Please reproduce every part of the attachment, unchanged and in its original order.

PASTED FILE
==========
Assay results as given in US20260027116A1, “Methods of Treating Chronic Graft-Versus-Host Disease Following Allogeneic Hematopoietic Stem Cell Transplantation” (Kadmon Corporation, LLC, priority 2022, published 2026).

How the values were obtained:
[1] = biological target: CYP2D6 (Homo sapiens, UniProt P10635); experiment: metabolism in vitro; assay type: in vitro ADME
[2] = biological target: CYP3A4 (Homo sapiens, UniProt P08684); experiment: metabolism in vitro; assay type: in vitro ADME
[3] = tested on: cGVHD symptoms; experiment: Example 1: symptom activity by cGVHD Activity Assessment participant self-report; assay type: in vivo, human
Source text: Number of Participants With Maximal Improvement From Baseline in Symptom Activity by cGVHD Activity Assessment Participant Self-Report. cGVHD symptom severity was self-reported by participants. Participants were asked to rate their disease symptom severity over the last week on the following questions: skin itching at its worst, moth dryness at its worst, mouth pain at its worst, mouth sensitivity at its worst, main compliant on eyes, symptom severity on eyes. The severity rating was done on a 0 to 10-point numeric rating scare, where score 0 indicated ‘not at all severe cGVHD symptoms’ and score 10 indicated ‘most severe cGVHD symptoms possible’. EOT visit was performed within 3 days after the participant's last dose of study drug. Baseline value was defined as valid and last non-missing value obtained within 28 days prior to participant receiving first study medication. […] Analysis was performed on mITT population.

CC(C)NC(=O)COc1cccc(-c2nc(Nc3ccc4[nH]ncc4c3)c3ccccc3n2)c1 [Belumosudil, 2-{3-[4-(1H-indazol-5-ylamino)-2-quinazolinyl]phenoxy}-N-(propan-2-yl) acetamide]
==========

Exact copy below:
Assay results as given in US20260027116A1, “Methods of Treating Chronic Graft-Versus-Host Disease Following Allogeneic Hematopoietic Stem Cell Transplantation” (Kadmon Corporation, LLC, priority 2022, published 2026).

How the values were obtained:
[1] = biological target: CYP2D6 (Homo sapiens, UniProt P10635); experiment: metabolism in vitro; assay type: in vitro ADME
[2] = biological target: CYP3A4 (Homo sapiens, UniProt P08684); experiment: metabolism in vitro; assay type: in vitro ADME
[3] = tested on: cGVHD symptoms; experiment: Example 1: symptom activity by cGVHD Activity Assessment participant self-report; assay type: in vivo, human
Source text: Number of Participants With Maximal Improvement From Baseline in Symptom Activity by cGVHD Activity Assessment Participant Self-Report. cGVHD symptom severity was self-reported by participants. Participants were asked to rate their disease symptom severity over the last week on the following questions: skin itching at its worst, moth dryness at its worst, mouth pain at its worst, mouth sensitivity at its worst, main compliant on eyes, symptom severity on eyes. The severity rating was done on a 0 to 10-point numeric rating scare, where score 0 indicated ‘not at all severe cGVHD symptoms’ and score 10 indicated ‘most severe cGVHD symptoms possible’. EOT visit was performed within 3 days after the participant's last dose of study drug. Baseline value was defined as valid and last non-missing value obtained within 28 days prior to participant receiving first study medication. […] Analysis was performed on mITT population.

CC(C)NC(=O)COc1cccc(-c2nc(Nc3ccc4[nH]ncc4c3)c3ccccc3n2)c1 [Belumosudil, 2-{3-[4-(1H-indazol-5-ylamino)-2-quinazolinyl]phenoxy}-N-(propan-2-yl) acetamide]